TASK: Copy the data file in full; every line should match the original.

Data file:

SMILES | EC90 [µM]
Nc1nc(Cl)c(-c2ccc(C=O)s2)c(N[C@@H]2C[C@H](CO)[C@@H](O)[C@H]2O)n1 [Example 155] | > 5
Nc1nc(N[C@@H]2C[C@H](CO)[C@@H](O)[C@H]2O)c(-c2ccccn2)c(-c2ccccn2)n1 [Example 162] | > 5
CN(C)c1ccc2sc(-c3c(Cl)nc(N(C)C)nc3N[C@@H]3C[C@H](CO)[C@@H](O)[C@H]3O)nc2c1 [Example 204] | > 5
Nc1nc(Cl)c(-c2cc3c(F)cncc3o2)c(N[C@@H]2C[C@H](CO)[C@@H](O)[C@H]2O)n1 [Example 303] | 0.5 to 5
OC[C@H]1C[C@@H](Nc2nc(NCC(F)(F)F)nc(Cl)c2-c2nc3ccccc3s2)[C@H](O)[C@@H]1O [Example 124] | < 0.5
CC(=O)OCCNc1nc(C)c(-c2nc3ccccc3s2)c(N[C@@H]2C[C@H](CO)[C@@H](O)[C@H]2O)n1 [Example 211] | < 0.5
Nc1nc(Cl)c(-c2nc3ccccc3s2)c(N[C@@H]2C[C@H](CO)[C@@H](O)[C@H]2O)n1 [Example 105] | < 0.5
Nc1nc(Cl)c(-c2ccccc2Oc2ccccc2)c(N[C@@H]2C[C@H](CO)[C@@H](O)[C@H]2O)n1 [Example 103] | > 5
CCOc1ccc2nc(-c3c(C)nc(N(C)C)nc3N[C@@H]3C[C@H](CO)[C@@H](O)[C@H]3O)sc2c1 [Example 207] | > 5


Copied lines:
SMILES | EC90 [µM]
Nc1nc(Cl)c(-c2ccc(C=O)s2)c(N[C@@H]2C[C@H](CO)[C@@H](O)[C@H]2O)n1 [Example 155] | > 5
Nc1nc(N[C@@H]2C[C@H](CO)[C@@H](O)[C@H]2O)c(-c2ccccn2)c(-c2ccccn2)n1 [Example 162] | > 5
CN(C)c1ccc2sc(-c3c(Cl)nc(N(C)C)nc3N[C@@H]3C[C@H](CO)[C@@H](O)[C@H]3O)nc2c1 [Example 204] | > 5
Nc1nc(Cl)c(-c2cc3c(F)cncc3o2)c(N[C@@H]2C[C@H](CO)[C@@H](O)[C@H]2O)n1 [Example 303] | 0.5 to 5
OC[C@H]1C[C@@H](Nc2nc(NCC(F)(F)F)nc(Cl)c2-c2nc3ccccc3s2)[C@H](O)[C@@H]1O [Example 124] | < 0.5
CC(=O)OCCNc1nc(C)c(-c2nc3ccccc3s2)c(N[C@@H]2C[C@H](CO)[C@@H](O)[C@H]2O)n1 [Example 211] | < 0.5
Nc1nc(Cl)c(-c2nc3ccccc3s2)c(N[C@@H]2C[C@H](CO)[C@@H](O)[C@H]2O)n1 [Example 105] | < 0.5
Nc1nc(Cl)c(-c2ccccc2Oc2ccccc2)c(N[C@@H]2C[C@H](CO)[C@@H](O)[C@H]2O)n1 [Example 103] | > 5
CCOc1ccc2nc(-c3c(C)nc(N(C)C)nc3N[C@@H]3C[C@H](CO)[C@@H](O)[C@H]3O)sc2c1 [Example 207] | > 5